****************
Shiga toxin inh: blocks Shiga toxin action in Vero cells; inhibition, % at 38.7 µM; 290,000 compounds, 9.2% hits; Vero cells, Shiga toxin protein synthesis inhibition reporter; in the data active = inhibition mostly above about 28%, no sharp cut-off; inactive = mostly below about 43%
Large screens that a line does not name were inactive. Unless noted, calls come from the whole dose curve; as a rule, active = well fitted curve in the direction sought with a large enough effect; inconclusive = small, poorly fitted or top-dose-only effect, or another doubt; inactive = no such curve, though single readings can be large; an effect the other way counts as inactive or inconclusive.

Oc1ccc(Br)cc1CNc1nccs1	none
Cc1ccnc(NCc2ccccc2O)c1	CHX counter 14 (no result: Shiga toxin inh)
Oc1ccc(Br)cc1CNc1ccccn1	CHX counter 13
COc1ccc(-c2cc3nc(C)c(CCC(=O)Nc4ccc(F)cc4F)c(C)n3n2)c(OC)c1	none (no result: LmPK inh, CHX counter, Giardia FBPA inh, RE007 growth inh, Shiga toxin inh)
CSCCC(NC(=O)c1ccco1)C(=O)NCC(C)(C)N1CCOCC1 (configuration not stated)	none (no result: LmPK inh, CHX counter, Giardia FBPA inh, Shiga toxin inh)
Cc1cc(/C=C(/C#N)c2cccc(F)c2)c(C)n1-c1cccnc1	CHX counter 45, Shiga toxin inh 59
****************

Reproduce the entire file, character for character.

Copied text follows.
Shiga toxin inh: blocks Shiga toxin action in Vero cells; inhibition, % at 38.7 µM; 290,000 compounds, 9.2% hits; Vero cells, Shiga toxin protein synthesis inhibition reporter; in the data active = inhibition mostly above about 28%, no sharp cut-off; inactive = mostly below about 43%
Large screens that a line does not name were inactive. Unless noted, calls come from the whole dose curve; as a rule, active = well fitted curve in the direction sought with a large enough effect; inconclusive = small, poorly fitted or top-dose-only effect, or another doubt; inactive = no such curve, though single readings can be large; an effect the other way counts as inactive or inconclusive.

Oc1ccc(Br)cc1CNc1nccs1	none
Cc1ccnc(NCc2ccccc2O)c1	CHX counter 14 (no result: Shiga toxin inh)
Oc1ccc(Br)cc1CNc1ccccn1	CHX counter 13
COc1ccc(-c2cc3nc(C)c(CCC(=O)Nc4ccc(F)cc4F)c(C)n3n2)c(OC)c1	none (no result: LmPK inh, CHX counter, Giardia FBPA inh, RE007 growth inh, Shiga toxin inh)
CSCCC(NC(=O)c1ccco1)C(=O)NCC(C)(C)N1CCOCC1 (configuration not stated)	none (no result: LmPK inh, CHX counter, Giardia FBPA inh, Shiga toxin inh)
Cc1cc(/C=C(/C#N)c2cccc(F)c2)c(C)n1-c1cccnc1	CHX counter 45, Shiga toxin inh 59